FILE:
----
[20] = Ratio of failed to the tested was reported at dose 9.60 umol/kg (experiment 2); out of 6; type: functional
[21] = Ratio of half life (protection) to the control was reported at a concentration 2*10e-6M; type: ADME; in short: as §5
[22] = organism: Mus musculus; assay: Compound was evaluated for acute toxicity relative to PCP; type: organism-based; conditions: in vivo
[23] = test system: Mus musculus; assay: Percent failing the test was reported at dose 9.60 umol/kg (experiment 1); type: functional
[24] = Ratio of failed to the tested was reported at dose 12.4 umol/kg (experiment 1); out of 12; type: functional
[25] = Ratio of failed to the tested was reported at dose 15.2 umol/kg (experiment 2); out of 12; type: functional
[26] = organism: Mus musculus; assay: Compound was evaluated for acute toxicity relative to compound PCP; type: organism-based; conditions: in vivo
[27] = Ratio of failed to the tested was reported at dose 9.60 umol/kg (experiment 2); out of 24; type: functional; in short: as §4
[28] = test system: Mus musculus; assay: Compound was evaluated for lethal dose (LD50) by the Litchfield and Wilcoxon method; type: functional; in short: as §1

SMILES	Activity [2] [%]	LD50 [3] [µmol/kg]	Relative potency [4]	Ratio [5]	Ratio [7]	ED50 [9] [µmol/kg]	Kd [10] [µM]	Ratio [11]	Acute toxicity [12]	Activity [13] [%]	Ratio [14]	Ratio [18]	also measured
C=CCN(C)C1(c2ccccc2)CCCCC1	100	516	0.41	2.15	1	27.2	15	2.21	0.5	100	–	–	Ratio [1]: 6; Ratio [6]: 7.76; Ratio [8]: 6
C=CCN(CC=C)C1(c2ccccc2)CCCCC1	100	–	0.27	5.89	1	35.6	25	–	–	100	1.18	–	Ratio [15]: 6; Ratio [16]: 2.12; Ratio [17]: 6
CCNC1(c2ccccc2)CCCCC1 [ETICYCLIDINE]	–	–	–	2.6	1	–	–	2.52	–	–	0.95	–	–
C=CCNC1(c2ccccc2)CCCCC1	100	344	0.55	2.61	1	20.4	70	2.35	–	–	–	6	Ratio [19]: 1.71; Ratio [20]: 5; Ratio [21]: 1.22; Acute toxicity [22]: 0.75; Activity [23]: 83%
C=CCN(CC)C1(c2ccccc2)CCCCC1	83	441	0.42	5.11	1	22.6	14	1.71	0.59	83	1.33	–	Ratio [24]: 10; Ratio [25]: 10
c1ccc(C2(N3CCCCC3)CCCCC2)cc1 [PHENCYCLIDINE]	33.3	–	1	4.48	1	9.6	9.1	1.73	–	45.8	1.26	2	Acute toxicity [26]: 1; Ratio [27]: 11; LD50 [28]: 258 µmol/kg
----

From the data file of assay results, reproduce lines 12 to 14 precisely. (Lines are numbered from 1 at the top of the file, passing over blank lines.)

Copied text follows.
C=CCN(CC=C)C1(c2ccccc2)CCCCC1	100	–	0.27	5.89	1	35.6	25	–	–	100	1.18	–	Ratio [15]: 6; Ratio [16]: 2.12; Ratio [17]: 6
CCNC1(c2ccccc2)CCCCC1 [ETICYCLIDINE]	–	–	–	2.6	1	–	–	2.52	–	–	0.95	–	–
C=CCNC1(c2ccccc2)CCCCC1	100	344	0.55	2.61	1	20.4	70	2.35	–	–	–	6	Ratio [19]: 1.71; Ratio [20]: 5; Ratio [21]: 1.22; Acute toxicity [22]: 0.75; Activity [23]: 83%